This year Diabetes Hands Foundation has pledged US$10,000 in Big Blue Test grants, continuing support for programs aimed at providing lifesaving supplies, medical tests, treatment, and patient education to people living in need who have or at risk of having diabetes.
“Through the Big Blue Test, the Diabetes Hands Foundation rallies communities to experience the impact that small changes can have on their health,” said Manny Hernandez, president of the Diabetes Hands Foundation. “The grants generated by Big Blue Test participants will impact thousands of people with diabetes who are living in need.”
Two US -based initiatives will receive US$2,500 in funding, with the remaining US$5,000 supporting projects in Haiti and the Dominican Republic.
The following US-based projects are being funded to provide people touched by diabetes who are in need with lifesaving supplies, medical tests, treatment, and/or patient education:
- St. Anthony’s Medical Clinic in San Francisco, CA
- University of Colorado, Skaggs School of Pharmacy and Pharmaceutical Sciences in Aurora, CO
“This continued support from the Diabetes Hands Foundation is greatly appreciated,” stated
Wesley Nuffer, PharmD, BCPS, CDE, and assistant professor at University of Colorado Skaggs School of Pharmacy & Pharmaceutical Sciences. “We are actually expanding our clinics from 12 to 14 over the next year (2014), the Big Blue Test grant will help offset the cost of biometrics supplies to run A1Cs and cholesterol profiles for patients who wouldn’t have access otherwise.”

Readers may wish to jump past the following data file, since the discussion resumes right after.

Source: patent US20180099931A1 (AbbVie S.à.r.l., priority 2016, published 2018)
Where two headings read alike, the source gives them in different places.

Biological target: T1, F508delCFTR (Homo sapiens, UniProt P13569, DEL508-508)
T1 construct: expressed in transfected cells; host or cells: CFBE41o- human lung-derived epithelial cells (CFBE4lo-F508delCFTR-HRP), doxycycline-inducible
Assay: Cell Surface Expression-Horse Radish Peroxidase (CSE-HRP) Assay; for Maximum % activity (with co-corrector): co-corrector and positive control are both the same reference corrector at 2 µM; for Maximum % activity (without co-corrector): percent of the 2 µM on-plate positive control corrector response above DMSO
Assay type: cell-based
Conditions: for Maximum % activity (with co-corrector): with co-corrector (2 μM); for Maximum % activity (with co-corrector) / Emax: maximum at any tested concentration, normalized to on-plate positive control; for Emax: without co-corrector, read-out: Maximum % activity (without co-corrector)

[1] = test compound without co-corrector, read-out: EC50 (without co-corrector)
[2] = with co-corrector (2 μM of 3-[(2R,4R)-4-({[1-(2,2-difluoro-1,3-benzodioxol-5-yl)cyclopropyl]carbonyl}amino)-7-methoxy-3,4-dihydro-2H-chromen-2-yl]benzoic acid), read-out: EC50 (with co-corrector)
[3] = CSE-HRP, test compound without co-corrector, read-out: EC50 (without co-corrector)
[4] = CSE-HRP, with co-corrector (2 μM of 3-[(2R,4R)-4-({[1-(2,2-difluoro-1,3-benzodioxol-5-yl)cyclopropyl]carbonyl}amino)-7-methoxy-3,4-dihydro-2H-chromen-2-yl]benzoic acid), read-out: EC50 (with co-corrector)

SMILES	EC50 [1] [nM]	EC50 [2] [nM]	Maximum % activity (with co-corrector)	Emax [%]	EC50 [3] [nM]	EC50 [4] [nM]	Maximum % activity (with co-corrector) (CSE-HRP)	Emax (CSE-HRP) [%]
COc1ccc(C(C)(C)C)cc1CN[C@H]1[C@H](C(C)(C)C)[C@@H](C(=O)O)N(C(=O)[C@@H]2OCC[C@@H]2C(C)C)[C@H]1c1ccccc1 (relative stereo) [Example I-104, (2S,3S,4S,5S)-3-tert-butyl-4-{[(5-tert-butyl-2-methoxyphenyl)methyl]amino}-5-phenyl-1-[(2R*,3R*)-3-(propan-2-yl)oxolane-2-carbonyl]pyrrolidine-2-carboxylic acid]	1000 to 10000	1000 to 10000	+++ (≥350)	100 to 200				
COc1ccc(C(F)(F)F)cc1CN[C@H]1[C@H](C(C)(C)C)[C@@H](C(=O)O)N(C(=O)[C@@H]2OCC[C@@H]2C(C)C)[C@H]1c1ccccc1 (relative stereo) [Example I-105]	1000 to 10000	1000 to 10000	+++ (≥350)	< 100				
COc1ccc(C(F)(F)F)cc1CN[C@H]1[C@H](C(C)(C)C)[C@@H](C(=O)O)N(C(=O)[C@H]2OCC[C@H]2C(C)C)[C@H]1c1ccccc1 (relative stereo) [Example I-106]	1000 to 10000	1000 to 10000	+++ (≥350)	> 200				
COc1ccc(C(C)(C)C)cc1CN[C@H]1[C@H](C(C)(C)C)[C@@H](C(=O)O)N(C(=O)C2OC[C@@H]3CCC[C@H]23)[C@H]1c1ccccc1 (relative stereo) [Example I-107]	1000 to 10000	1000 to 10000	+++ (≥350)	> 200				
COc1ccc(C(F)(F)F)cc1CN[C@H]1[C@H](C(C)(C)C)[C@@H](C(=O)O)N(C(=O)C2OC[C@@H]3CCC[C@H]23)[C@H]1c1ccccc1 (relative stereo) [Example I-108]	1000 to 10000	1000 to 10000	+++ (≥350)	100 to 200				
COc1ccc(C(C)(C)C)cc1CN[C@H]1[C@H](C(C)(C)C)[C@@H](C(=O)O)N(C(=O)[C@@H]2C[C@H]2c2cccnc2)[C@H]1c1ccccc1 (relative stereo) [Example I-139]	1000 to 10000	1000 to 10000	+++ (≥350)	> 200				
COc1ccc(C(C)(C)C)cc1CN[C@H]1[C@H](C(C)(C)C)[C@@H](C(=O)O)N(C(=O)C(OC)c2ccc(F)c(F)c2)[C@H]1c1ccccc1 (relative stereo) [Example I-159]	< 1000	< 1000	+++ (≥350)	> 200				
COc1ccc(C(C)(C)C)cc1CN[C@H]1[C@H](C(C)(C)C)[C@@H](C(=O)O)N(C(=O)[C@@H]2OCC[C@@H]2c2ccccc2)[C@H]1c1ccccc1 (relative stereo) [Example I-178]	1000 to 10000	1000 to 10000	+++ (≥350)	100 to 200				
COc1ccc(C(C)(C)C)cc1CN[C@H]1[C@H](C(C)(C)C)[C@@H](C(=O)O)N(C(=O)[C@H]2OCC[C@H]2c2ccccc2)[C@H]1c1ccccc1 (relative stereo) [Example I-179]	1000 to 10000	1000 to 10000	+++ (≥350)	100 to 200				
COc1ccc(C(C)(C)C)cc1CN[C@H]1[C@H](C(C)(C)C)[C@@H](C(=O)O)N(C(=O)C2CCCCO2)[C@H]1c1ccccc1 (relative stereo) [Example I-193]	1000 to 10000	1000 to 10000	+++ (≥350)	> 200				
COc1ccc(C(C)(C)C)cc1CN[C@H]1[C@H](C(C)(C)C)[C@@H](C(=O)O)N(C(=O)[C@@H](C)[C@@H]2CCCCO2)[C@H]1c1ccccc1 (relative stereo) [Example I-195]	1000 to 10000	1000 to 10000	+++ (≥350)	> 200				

This is the work by St. Anthony’s Medical Clinic supported by the Big Blue Test grant:
Diabetes Hands Foundation is partnering with American Youth Understanding Diabetes Abroad, Inc. (AYUDA), a recognized NGO, to bring Big Blue Test Grant funding to the following international projects:
- Fundación Aprendiendo a Vivir (FAA) in the Dominican Republic
- Fondation Haitienne de Diabète et de Maladies Cardio-Vasculaires (FHADIMAC) in Haiti
“Receiving another year of Big Blue Test funding will help us sustain the youth leaders and medical professionals who are bringing diabetes education, motivation, and empowerment to Haiti and the Dominican Republic where they are greatly needed,” stated Nicolas Cuttriss, MD, MPH and co-founder of AYUDA. “Thank you Diabetes Hands Foundation for believing in and trusting our comprehensive approach.”
This is the work by Aprendiendo a Vivir and FHADIMAC supported by the Big Blue Test grant:
Between October 15th and November 14th (World Diabetes Day) people are invited to participate by checking-in at www.BigBlueTest.org. Participants will test their blood glucose, exercise for 14-20 minutes, test again, and share the experience at www.BigBlueTest.org. Each share translates into funding being released to the Big Blue Test Grants. The goal for 2013 is to have 20,000 entries recorded at www.BigBlueTest.org, which will trigger the full US$10,000 in funding to these worthy groups.
About the grant recipients
St. Anthony’s Medical Clinic (San Francisco, CA)
www.stanthonysf.org/medicalclinic; CONTACT: Karl Robillard, Communications and Outreach Senior Manager, firstname.lastname@example.org
St. Anthony Medical Clinic provides primary and specialty care to 3,300 low-income patients living in San Francisco’s Tenderloin, over 20% of them children. St. Anthony’s approach to diabetes emphasizes patient education, self-management, and medication counseling.
University of Colorado – Skaggs School of Pharmacy and Pharmaceutical Sciences (Aurora, CO)
www.ucdenver.edu; CONTACT: Wesley Nuffer, PharmD, BCPS, CDE, email@example.com
The University of Colorado Skaggs School of Pharmacy and Pharmaceutical Sciences (SSPPS) has developed a network of pharmacy student-run diabetes management clinics across the State of Colorado. Almost 2000 patients were served in these clinics 2012 alone.
AYUDA (American Youth Understanding Diabetes Abroad)
www.ayudainc.net; CONTACT: Ellen Carver, Executive Director: firstname.lastname@example.org
AYUDA is a non-profit volunteer-based organization that empowers youth to serve as agents of social change in diabetes communities throughout the world.